The Destruction of Mecca
How Saudi Arabia’s construction rampage is threatening Islam’s holiest city.
On Sept. 11, amid heavy winds and stormy conditions, a red-and-white Liebherr construction crane -- one of the tallest in the world -- smashed into the Grand Mosque of Mecca, Islam’s holiest house of worship. At least 107 people died in the accident, which injured more than 200 others. Most of the victims were pilgrims, gathering in the mosque ahead of the evening prayer. Social media videos reveal scenes of graphic chaos: a sudden crash, followed by panicked worshipers running for safety. Images of the aftermath show blood-spattered marble and stained carpets among the wreckage.
On Sept. 11, amid heavy winds and stormy conditions, a red-and-white Liebherr construction crane — one of the tallest in the world — smashed into the Grand Mosque of Mecca, Islam’s holiest house of worship. At least 107 people died in the accident, which injured more than 200 others. Most of the victims were pilgrims, gathering in the mosque ahead of the evening prayer. Social media videos reveal scenes of graphic chaos: a sudden crash, followed by panicked worshipers running for safety. Images of the aftermath show blood-spattered marble and stained carpets among the wreckage.
The cranes ringing the Grand Mosque and the Kaaba, Islam’s central monument, are part of Saudi Arabia’s aggressive campaign of construction and development in the holy city. Over the past two decades, as the number of worshipers flocking to Mecca for the annual Hajj pilgrimage ballooned from 1.2 million in 1997 to 2.9 million in 2011, the kingdom brought in the heavy machinery, building opulent new hotels, roads, and vast expansions to the mosque complex. But as this year’s Hajj gets underway this week, the latest tragedy raises new questions about Mecca’s preparedness for the influx of pilgrims, as well as the integrity of Saudi Arabia’s grand plans and the steep cost — material, cultural, and now human — at which they’re being realized.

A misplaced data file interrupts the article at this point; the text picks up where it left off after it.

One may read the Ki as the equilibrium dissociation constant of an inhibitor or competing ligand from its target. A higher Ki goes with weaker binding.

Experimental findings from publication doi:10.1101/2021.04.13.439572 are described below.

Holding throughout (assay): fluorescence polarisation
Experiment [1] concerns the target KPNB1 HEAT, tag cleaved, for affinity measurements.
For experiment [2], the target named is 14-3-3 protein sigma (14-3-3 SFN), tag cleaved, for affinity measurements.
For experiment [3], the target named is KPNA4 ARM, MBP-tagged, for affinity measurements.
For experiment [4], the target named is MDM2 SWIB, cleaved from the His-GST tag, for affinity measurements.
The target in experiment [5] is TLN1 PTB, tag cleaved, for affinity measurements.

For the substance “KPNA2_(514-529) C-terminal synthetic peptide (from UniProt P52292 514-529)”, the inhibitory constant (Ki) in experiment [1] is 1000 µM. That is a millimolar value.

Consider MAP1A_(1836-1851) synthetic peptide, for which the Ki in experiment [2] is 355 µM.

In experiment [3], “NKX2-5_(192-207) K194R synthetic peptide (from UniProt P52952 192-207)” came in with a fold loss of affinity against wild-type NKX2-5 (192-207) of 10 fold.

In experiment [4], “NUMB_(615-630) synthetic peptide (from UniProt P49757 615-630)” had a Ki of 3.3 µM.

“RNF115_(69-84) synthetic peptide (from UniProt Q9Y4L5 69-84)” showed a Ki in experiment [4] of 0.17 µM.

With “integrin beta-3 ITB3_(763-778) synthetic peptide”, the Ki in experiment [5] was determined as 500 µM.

Roughly 100 cranes still surround the Grand Mosque as part of the expansion project, according to local sources. They stand unmoved in the face of the recent disaster and the prospect of over 2.5 million pedestrian pilgrims massing at the shrine. “The cranes are still there, situated in an area that’s accessible to the public,” said Irfan al-Alawi, executive director of the Islamic Heritage Research Foundation and a vocal critic of Saudi Arabia’s construction plans. “What happens if bad weather comes again?”
The holy sites have been host to senseless tragedy before. In years past, stampedes have led to hundreds of pilgrims’ deaths. Some of those incidents motivated Mecca’s current expansion projects. But whatever their intention, these developments — estimated to cost over $26 billion, not including a reported $35 billion for the real estate alone — have generated controversy and even outrage from many quarters of the Muslim world.
The mosque expansion project, intended to accommodate an additional 1.6 million worshipers in the Grand Mosque, is just one element of this upgrade. The lavish Abraj al-Bait Towers, a hotel complex featuring shopping malls, a helipad, luxury residences, and the world’s largest clock face, is another. Its centerpiece, the Fairmont Makkah Clock Royal Tower hotel, is the third-tallest building in the world, the size of six Big Bens, built at a cost of $15 billion. A new 10,000-room mega-hotel, set to become the biggest in the world when it opens in 2017, is Mecca’s next expansion target.
Despite these multibillion-dollar efforts, essential services in Mecca remain dangerously inadequate. The Ajyad Emergency Hospital adjacent to the Grand Mosque has only 52 beds. The slightly larger Al Noor Hospital is four miles away. Neither has a dedicated blood bank. Similarly, according to the Islamic Heritage Research Foundation’s Alawi, during a recent fire at a construction site, Mecca’s fire department had to call for assistance from the city of Taif, over an hour away, when its engines couldn’t handle the blaze. With 2.5 million people descending on the holy city, these facilities are shockingly insufficient.